As he enjoys his retirement, 88-year-old John Kiplagat Koech believes he would have gone places had he not quit school in lower primary.
Koech retired from traffic police headquarters on August 1, 1993 at the age of 55 at the rank of senior sergeant.
According to his discharge certificate, Koech – service 23072 - was a police driver, and served for 29 years. Because of his good character he was awarded N/E medal, medal of good conduct and a ten-year medal award.
His education was limited, but his commitment to service saw him deployed to drive VIPs under presidential escort. This saw him interact with high ranking foreign government officials.
But what remains etched in Koech’s memory to date is gifting National Aeronautics and Space Administration (Nasa) Fifth Manned Apollo Crew commander Neil Armstrong a walking stick and a Somali sword for safely landing on the moon on July 24, 1969.
“I would be at a higher standing at the moment had I gone to school. I was even invited to Houston in the US after the NASA centre acknowledge my gift and interest in space science,” says Koech at his home in Eldoret.
He could not proceed to the US because he was dedicated to serving the country in Kenya Police.
To date, he cherishes photographs of Nasa Apollo crew Armstrong, Michael Collins, who was the command module pilot and Edwin E. Aldrin Jr, a lunar module pilot who made the first lunar landing mission.
“By then, I was serving at Abaswet post in Wajir division under special police that was driving and guarding American personnel, who were drilling water in the region. I was elated when I heard that a man had landed on the moon,” Koech said.
According to Koech, he was moved, and he consulted with his seniors, including then police commissioner Benard Hinga, before buying a sword, applied for a permit and handed them over to the American Embassy in Nairobi for delivery.
A copy of an undated newspaper cutting in our possession states: “Neil Armstrong, the first man to walk on the moon, is being flooded with gifts from fellow earthlings. But probably, none is befitting as the gift from a Kenya police constable in Garissa – a walking stick."
"At a brief ceremony in Nairobi this week, John Kiplangat Koech of the police unit at Garissa, handed over to the American Embassy for delivery to Armstrong at the space centre in Houston, a beautiful Somali walking stick entirely sheathed in red embossed leather.”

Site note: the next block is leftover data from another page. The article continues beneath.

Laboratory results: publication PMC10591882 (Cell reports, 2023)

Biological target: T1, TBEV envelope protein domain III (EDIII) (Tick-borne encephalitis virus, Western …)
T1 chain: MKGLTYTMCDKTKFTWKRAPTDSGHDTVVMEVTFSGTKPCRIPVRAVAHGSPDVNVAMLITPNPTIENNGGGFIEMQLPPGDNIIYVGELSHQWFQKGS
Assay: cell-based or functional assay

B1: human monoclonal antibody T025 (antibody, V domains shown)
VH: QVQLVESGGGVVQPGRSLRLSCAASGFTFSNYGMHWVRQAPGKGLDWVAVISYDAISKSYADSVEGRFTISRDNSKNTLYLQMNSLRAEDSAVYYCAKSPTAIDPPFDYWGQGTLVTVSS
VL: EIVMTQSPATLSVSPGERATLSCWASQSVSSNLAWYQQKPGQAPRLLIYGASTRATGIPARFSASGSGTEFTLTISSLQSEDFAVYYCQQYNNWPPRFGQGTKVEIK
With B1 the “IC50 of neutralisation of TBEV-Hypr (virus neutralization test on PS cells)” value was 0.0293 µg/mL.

It adds: “Since the walking stick also conceals a long steel sword, constable Koech thoughtfully included a permit – required by Kenya law – testifying that Armstrong is authorised to carry the weapon in accordance with the African Arms Act, Cap. 125, section 2. It is signed by the District Commissioner of Wajir.”
And in a letter from Nasa to Koech dated November 6, 1970 and seen by The Standard, S. B. Weber wrote to sincerely thank Koech for a kind letter and post cards to Armstrong.
“He is always pleased to hear from those with keen interest in our space programme. Unfortunately, because of his heavy schedule of activities with Nasa, he is unable to personally respond to each letter he receives. We are enclosing an autographed picture of Armstrong, which we hope you will enjoy.”
Robert R Gilruth, Director Nasa, had also written in a signed letter of August 13, 1970 to Mzee Koech, appreciating his deep interest in space exploration and also for gifting him with a lovely statue.
Koech has several correspondences delivered to him through American Embassy as he served in Kenya police.
Koech was born in remote Legetet village in Tinderet, Nandi County, in 1935. He enrolled for Standard One at Sitotwet Primary School in 1947. Koech later went to Sileget for Standard Two but dropped out in Standard Three in 1949 out of protest for being punished by a teacher.
“I had just come out of seclusion after undergoing the Nandi circumcision rite, and I could not agree to be subjected to punishment after a teacher asked me to kneel down before the rest of the pupils,” said Koech.
Two years later, Koech went to the neighbouring Kericho District and was attracted by a police band conducted by white colonial officers. Not knowing the police department were looking for potential youths for recruitment, Koech was forcibly listed and taken to Kiganjo for a six-month training.
However, he did not last more than two months before he left. “During a morning run, I went past the training zone, looking for freedom fighters. Officers later dismissed me, saying I was too young,” he says.
But at home, his peers ridiculed him of cowardice. “I went for a Kenya prisons recruitment drive and was listed under service number 934,” he says.
Koech was deployed to Machakos after a six-month training. Later, he proceeded to Kamithi Prison, where he took a driving course.
By 1963, he was back to Kenya Police headquarters and worked in various stations before joining the presidential security escort in 1971, attached to the then Vice President Daniel Moi and later to President Jomo Kenyatta.
In 1973, Koech recalls that he was deployed to carry Very Important Persons (VIPs) and would drive foreign head of delegations from the airport to meeting venues.
Koech, who is married to two wives and has several children, cites discipline for his success in police career but says: “Had I progressed in school, I would have attained higher standing than where I am currently.”
He says he took his first flight recently when mobile phone service provider Safaricom bought him a return ticket from Eldoret to Nairobi for his birthday to celebrate him for being their valued customer.